I got a gym membership…. it lasted a less than a month before I quit…..exchange in a nutshell


Food, concerts and the most cozy I’ve ever ever felt in my life. 

Stockholm 2.0 12/2-12/4
Whoop, whoop, my city again!!!!! Returning to my Swedish version of the Big Apple was again a dream, filled with more photo shoots, luxurious food I couldn’t afford and friends that made me explode with joy. Dressed in all red for the season, I was so so so ready. First real day, we headed out of Sofia’s house, camera in hand, outfits planned and makeup done. I had the “exchange snapchat” for the day, in which I snapped all the things for the day and I was not about to let Sweden look boring. We began Saturday knowing I was going to have a special snapchat account where over 600 people view my story, so I had to make my day be extra fun. We headed to old town and looked at the charming and old cathedral, the palace, some stores, a candy factory, the Gamla Stan Christmas market, which was adorable and packed, and my favorite- the Riksdag or the Swedish Parliament. It was so enhancing and interesting to me as I want to work in politics when I grow up. The big cr eam colored arched building had so much character and class it was magnificent, it was so different than my country’s government buildings, I guess you could say more european, different charm. Seeing this country makes me realize how young mine is. After the tour around Gamla Stan we made our way to a fancy restaurant I found while looking for Instagram worthy spots in Stockholm and oh were my expectations exceeded. The restaurant was an old green house on a garden that was probably the most aesthetically pleasing place I had ever been. The food, carrot soup with a side of french bread and a cookie was ever so delicious and the photo shoot that followed defiantly made the trip there worth it. Full of food and good photos we made our way through the snow to The Swedish Natural History Museum, it was pretty cool to be in a museum where the writing on the walls is in a language different from your own.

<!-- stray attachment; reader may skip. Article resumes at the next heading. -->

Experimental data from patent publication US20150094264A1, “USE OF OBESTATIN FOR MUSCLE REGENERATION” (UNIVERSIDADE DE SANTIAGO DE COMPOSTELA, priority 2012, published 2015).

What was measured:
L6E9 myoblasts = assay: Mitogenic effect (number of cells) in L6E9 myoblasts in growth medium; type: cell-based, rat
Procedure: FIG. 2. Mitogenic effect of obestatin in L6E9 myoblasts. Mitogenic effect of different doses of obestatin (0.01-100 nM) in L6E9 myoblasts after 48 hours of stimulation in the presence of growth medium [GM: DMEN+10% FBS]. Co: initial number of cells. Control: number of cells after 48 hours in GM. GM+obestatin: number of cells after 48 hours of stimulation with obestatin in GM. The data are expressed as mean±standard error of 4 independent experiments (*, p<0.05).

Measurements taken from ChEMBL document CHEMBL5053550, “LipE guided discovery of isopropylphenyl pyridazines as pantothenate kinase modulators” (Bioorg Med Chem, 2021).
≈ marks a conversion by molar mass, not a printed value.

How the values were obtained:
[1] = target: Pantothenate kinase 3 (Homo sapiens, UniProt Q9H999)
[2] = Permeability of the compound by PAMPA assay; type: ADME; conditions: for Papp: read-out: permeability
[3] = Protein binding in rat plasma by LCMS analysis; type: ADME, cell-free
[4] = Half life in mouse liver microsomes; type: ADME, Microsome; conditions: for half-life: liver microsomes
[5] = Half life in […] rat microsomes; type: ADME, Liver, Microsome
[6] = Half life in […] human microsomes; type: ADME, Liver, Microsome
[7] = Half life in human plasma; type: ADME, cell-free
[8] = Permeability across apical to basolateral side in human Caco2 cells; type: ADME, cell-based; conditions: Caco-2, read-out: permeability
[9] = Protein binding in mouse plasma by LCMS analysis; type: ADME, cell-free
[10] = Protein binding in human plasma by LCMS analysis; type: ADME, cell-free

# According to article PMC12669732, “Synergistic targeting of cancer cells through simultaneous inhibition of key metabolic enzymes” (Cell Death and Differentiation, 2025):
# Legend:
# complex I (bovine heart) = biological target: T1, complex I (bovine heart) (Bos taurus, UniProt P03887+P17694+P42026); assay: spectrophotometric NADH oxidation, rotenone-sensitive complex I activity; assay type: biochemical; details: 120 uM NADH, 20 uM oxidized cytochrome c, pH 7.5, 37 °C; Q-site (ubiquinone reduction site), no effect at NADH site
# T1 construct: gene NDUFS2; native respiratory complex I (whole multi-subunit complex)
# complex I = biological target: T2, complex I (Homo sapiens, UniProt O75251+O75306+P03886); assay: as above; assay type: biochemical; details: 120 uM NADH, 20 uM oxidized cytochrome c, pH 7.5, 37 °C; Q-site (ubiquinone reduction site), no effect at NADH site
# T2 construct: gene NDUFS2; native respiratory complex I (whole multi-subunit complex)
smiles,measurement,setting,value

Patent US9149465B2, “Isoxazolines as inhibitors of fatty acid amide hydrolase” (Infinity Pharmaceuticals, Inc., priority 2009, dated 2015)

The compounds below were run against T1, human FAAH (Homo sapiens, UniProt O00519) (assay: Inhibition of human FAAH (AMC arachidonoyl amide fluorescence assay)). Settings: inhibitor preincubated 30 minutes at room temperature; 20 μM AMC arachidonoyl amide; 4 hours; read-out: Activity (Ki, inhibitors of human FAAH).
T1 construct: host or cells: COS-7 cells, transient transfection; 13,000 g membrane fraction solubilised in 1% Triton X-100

Day two we set out to go see the real life palace, like where the king and queen live!!! Fairy tale moment! They too had a Christmas market, but this time we had the palace gardens surrounding us. We made our way past the vendors, into the pricy gift shop and partly into the palace itself. It was not as big as I thought, but oh so magnificent. Marble everywhere, luxurious stairs, large ceilings. We found some dogs who were tied on leashes outside, we wondered who would bring their dogs to the castle and later learned from my host mom they were probably the Royal family’s pups! After a few photo shoots at the palace, we headed to the dreadful train station to say goodbye to our “oldies,” many tears later we newbies watched as some of best friends headed off and even worse we watched the friendships of our oldies shine through as they said goodbye to each other for the last time. It reminds me of how lucky I am to have such close exchange friends and to think one day they will be a world away and not a short train trip away. I took my bus home, sore from walking, with a bit of a heavy heart.